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Auditory brainstem implants: current neurosurgical experiences and perspective

  • C. Matthies (a1), S. Thomas (a1), M. Moshrefi (a1), A. Lesinski-Schiedat (a2), C. Frohne (a2), R.-D Battmer (a2), T. Lenarz (a2) and M. Samii (a1)...

Abstract

The objective of this study was to present aspects of the current treatment protocol, such as patient evaluation and selection for therapy, multimodality monitoring for optimal auditory brainstem implant (ABI) positioning and radiological evaluation, that might have an impact on the functional results of ABI. Out of a series of 145 patients with bilateral vestibular schwannomas 10 patients received an ABI, eight of which are reported here. Patient selection was based on disease course, clinical and radiological criteria (according to the Hannover evaluation and prognosis scaling of neurofibromatosis type 2 (NF2)), extensive otological test battery and psycho-social factors. ABI placement was controlled by multimodality electrophysiological monitoring in order to activate the auditory pathway and to prevent false stimulation of the cranial nerve nuclei or long sensory or motor tracts. Results of hearing function were correlated with patients’ ages, duration of deafness, tumour extension, tumour-induced compression or deformation of the brainstem, and numbers of activated electrodes without any side-effects. Out of 59 patients with pre-operative deafness eight patients received an ABI of the Nucleus 22 type. All these patients became continuous users without any side effects and experienced improved quality of life. Speech reception in combination with lip-reading was markedly improved, with further improvement over a long period. A short duration of deafness may be favourable for achieving good results, while age was not a relevant factor. Lateral recess obstruction may necessitate a more meticulous dissection, but did not prevent good placement of the ABI in the lateral recess. Pre-existing brainstem compression did not prevent good results, but brainstem deformation and ipsi- and contralateral distortion were followed by a less favourable outcome. Among the factors that can be influenced by the therapy management are the selection of patients with a slow progressing NF2 disease, a short duration of deafness, a careful analysis of brainstem deformation and consideration of either side for implantation. Long-standing brainstem deformation might not lead to recovery, but instead lead to a low number of active electrodes and possibly only moderate results. ABI treatment is a safe procedure that can increase a patient’s quality of life considerably. ABI placement along with neurophysiological control helps to prevent side effects and to improve acoustic activation. Further studies on structural and functional changes of the brainstem after previous tumour compression and distortion should increase our understanding and facilitate a decision on the best side for ABI implantation.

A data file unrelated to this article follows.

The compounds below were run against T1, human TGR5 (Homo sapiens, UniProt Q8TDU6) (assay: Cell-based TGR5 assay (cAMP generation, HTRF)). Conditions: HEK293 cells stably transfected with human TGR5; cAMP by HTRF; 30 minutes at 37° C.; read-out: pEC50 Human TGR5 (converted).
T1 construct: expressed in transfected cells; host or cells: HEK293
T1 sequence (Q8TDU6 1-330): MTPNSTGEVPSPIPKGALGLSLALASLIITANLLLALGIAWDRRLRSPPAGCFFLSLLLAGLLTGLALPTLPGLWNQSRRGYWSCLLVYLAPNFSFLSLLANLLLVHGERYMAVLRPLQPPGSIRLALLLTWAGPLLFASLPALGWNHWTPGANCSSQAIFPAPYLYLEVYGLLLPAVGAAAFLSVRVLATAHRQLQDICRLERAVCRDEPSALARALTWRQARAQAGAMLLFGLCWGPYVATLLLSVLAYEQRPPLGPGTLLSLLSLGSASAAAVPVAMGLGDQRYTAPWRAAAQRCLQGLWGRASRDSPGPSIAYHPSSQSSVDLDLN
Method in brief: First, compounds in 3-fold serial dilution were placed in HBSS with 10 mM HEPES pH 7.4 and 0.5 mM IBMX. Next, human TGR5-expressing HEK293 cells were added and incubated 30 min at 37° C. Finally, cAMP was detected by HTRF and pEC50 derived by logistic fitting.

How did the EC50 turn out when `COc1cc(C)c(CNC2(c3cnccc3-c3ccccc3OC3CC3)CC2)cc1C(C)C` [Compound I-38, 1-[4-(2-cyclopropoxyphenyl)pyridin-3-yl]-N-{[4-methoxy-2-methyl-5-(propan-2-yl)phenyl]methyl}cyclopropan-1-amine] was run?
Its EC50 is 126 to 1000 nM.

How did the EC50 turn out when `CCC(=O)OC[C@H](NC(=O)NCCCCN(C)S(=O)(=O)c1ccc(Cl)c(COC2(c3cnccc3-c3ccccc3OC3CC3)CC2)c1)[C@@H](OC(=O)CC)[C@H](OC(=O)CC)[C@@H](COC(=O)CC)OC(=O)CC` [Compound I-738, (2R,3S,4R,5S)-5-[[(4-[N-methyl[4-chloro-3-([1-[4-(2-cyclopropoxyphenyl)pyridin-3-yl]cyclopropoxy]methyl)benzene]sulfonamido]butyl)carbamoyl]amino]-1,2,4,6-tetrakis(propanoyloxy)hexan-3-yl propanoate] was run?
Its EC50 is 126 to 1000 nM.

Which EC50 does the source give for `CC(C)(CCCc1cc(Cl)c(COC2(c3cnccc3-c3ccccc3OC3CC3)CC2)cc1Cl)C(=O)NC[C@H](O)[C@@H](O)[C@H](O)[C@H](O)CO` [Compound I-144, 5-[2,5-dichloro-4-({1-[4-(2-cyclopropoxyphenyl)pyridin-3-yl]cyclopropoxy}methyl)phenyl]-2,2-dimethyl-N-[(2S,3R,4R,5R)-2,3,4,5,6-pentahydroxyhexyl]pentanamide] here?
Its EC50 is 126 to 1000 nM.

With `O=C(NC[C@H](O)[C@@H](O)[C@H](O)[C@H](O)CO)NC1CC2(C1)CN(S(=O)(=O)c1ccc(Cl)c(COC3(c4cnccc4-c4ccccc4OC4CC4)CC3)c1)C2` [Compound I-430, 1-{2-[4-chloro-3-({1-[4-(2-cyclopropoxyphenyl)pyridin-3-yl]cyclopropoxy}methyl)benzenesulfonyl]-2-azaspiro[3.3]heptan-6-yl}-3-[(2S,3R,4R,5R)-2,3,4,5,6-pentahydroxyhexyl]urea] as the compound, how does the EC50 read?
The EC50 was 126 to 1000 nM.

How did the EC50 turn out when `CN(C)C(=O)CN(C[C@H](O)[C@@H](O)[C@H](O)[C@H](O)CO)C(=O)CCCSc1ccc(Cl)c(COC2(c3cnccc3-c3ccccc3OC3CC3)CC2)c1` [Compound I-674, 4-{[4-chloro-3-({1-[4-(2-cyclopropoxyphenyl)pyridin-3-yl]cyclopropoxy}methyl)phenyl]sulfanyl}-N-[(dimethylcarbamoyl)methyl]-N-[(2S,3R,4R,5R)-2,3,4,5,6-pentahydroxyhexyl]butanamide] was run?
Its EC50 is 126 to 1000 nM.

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Auditory brainstem implants: current neurosurgical experiences and perspective

  • C. Matthies (a1), S. Thomas (a1), M. Moshrefi (a1), A. Lesinski-Schiedat (a2), C. Frohne (a2), R.-D Battmer (a2), T. Lenarz (a2) and M. Samii (a1)...

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